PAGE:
Improving access to banking services

Having a bank account is critical for so many things we take for granted, including paying bills or shopping for food. But for some, access to banking is a much more complex process with additional barriers.

Having a bank account is critical for so many things we take for granted. From receiving payments, whether welfare benefits or a salary, to purchasing food and paying bills. While access to banking is essential, it doesn’t always feel accessible to everyone.

Many people face additional barriers when trying to open or manage a bank account.

That might be because someone doesn’t have a passport or driving licence which are so often asked for when opening an account. Or it could be because of language barriers, difficulty understanding complex documents or health conditions.


Main barriers people face in access banking services

Barriers due to lack of documentation

Perhaps the greatest challenge we hear about from charities we support is opening a bank account without a passport or driving licence. In reality, you can open an account without them – but banks will need some other way of identifying customers. Most banks list some alternative forms of ID on their website (if you search for ‘proof of ID and a bank’s name, you should be able to find their lists easily) and many will also encourage you to speak to the bank if a customer doesn’t have those forms listed as there may be other types of identification that could be used. It can be helpful to tell the bank what sort of ID could be obtained and use that as the starting point for the conversation to see whether that could be appropriate.

Unable to access banking due to language needs

Language barriers are another key challenge that we hear about. Customers can normally be accompanied into branches to help with translation but banks do need to be sure that customers understand what they are signing up for. It’s often helpful to call your local branch in advance to find out how best a customer can be supported.

Knowledge of accessibility and disability needs

Banks will typically have some information available in different formats too – whether that is Easy Read, large print, braille or information printed on different coloured paper. Customers just need to ask for these formats. Again, the more the bank knows about the customer, the more chance there is for support to be put in place.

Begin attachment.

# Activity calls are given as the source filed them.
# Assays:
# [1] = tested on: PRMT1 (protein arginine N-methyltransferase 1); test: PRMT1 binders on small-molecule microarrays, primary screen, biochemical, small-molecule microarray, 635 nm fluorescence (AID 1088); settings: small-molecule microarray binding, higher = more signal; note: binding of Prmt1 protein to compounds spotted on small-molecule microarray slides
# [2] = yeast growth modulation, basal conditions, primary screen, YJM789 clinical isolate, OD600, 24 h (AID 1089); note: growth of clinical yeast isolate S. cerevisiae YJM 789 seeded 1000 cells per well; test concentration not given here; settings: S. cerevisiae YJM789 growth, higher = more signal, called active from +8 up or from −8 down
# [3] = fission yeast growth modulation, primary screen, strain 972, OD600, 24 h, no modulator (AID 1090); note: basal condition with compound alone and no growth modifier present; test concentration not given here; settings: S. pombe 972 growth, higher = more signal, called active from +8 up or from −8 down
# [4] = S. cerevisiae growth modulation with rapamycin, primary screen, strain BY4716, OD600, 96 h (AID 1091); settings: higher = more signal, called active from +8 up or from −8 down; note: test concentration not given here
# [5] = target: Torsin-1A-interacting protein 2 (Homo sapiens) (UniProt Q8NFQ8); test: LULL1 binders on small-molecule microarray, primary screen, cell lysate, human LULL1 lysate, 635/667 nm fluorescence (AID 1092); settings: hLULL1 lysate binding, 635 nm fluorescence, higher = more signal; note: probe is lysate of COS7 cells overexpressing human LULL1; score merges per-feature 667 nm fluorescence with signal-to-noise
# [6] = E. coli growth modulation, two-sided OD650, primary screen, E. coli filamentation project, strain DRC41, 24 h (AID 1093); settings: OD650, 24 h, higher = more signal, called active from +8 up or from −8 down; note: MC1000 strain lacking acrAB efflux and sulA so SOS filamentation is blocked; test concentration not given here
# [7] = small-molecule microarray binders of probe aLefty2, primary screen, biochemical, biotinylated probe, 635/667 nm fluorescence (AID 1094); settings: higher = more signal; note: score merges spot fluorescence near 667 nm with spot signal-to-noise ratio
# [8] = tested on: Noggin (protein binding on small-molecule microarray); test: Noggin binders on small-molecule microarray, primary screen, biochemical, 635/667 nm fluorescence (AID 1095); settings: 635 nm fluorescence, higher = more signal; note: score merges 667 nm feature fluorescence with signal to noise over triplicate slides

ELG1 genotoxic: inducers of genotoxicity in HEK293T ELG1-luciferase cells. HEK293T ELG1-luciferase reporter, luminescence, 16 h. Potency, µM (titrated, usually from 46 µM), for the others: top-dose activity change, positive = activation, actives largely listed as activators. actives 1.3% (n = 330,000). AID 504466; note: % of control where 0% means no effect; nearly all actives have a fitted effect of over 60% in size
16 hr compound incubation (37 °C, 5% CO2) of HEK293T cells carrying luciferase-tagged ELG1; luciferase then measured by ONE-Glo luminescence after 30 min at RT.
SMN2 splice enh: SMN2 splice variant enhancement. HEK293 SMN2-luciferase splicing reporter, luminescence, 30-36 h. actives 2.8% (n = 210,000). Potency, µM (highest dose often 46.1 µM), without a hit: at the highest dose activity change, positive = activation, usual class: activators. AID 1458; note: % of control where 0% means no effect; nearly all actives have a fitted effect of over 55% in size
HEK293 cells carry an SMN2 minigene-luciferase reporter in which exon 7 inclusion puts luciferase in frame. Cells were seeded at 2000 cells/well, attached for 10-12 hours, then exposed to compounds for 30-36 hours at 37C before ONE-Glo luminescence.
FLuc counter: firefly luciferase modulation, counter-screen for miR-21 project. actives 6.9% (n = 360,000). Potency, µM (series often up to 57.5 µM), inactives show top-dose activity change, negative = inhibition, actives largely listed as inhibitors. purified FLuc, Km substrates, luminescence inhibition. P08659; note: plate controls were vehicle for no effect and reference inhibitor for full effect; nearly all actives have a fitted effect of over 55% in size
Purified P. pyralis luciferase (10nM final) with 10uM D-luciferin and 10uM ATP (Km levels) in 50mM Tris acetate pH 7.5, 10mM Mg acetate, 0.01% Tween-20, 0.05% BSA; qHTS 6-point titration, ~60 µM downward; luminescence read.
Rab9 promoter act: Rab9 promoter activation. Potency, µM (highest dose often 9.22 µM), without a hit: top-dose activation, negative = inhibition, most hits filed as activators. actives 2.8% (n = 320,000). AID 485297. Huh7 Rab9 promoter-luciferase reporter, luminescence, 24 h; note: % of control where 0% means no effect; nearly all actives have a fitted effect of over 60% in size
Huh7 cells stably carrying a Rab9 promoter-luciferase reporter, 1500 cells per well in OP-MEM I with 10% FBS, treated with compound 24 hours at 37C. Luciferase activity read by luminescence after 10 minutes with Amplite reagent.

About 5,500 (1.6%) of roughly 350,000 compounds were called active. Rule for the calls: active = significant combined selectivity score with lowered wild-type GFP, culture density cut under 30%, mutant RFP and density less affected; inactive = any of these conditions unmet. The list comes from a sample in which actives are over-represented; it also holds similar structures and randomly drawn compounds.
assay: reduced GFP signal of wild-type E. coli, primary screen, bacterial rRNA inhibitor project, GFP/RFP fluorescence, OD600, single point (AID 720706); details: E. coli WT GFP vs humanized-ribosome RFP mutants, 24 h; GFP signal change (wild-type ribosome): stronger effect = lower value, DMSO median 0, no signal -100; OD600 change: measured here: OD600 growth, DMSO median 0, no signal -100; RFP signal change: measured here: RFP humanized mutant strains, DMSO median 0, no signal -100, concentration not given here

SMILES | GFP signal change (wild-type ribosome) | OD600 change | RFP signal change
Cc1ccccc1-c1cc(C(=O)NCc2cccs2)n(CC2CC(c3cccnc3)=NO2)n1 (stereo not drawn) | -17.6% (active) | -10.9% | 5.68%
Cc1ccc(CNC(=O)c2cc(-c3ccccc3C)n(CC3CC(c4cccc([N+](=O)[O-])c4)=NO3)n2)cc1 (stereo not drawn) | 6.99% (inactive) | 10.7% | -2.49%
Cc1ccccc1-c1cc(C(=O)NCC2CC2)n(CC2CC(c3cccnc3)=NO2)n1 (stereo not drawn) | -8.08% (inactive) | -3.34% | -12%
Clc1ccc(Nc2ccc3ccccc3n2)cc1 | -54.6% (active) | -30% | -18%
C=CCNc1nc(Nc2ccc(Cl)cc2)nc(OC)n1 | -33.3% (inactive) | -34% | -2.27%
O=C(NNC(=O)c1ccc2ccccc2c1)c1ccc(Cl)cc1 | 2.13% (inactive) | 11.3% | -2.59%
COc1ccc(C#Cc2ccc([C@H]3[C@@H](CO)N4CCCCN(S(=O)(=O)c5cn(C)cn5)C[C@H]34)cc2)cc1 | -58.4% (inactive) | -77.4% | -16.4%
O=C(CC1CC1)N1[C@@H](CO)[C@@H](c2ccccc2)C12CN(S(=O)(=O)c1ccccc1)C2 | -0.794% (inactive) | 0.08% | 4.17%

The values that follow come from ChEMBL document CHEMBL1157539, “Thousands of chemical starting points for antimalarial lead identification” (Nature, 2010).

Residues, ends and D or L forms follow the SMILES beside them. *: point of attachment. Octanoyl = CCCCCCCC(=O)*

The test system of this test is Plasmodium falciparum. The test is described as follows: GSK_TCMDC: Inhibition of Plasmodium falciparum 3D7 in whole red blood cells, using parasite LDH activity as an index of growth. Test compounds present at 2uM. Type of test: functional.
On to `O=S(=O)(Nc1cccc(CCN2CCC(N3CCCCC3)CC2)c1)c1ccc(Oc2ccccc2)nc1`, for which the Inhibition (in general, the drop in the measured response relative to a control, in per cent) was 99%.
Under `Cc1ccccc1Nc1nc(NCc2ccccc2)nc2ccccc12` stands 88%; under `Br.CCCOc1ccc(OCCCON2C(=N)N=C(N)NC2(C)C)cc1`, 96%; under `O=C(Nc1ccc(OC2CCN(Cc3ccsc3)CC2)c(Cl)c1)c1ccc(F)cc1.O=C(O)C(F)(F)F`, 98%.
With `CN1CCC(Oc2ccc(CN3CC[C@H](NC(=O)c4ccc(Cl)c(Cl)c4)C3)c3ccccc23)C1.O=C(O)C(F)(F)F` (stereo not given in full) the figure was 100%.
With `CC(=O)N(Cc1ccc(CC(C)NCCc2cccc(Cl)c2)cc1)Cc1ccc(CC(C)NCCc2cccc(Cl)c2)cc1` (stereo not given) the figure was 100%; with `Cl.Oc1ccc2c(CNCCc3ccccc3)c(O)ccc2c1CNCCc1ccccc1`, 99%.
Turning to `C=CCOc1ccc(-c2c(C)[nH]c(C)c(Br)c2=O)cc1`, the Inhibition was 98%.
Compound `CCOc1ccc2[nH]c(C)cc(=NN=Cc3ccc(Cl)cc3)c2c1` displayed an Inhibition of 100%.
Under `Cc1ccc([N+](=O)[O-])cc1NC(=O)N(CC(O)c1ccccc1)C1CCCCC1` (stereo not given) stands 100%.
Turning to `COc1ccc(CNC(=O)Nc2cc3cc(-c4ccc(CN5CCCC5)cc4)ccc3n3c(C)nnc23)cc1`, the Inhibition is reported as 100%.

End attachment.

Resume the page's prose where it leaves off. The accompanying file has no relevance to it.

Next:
Building relationships is an important cornerstone to overcome exclusion

In many cases, banks have processes in place to try and improve support to people who face additional barriers but too often, awareness of this support is low.

Banks don’t always know what additional challenges a customer might be facing either so don’t know when or what kind of support to offer. It can be hard for customers to disclose this information to their bank, but it can be a really important first step. This will help branches understand a customers’ needs so that they are better able to make sure the right support is in place. Charities can accompany customers into branches. If customers would feel more comfortable speaking privately, you can ask if there is a private space available for the conversation.

Sometimes support options may be industry-wide – like the new Debt Respite scheme which provides ‘breathing space’ for people who are in financial difficulty and are receiving debt advice. In that scheme, customers can be given up to 60 days’ respite where interest, fees and charges on debt are frozen, alongside collections and enforcement action. In other cases, different banks might have different levels of support available – but you’ll typically need to speak to them about what a customer might need so they can understand how the bank could help.

Improving access to financial services often, like so many things, comes down to relationships. Being able to build a relationship with a local branch can help to build understanding between charities and those they support and the bank. Similarly, if customers are able to build relationships with colleagues in branches, this can help colleagues to better tailor services and support. No doubt there will still be challenges in some cases, and there will always be more banks could do to further improve support, but trying to start with a conversation with a local branch can be a helpful start.


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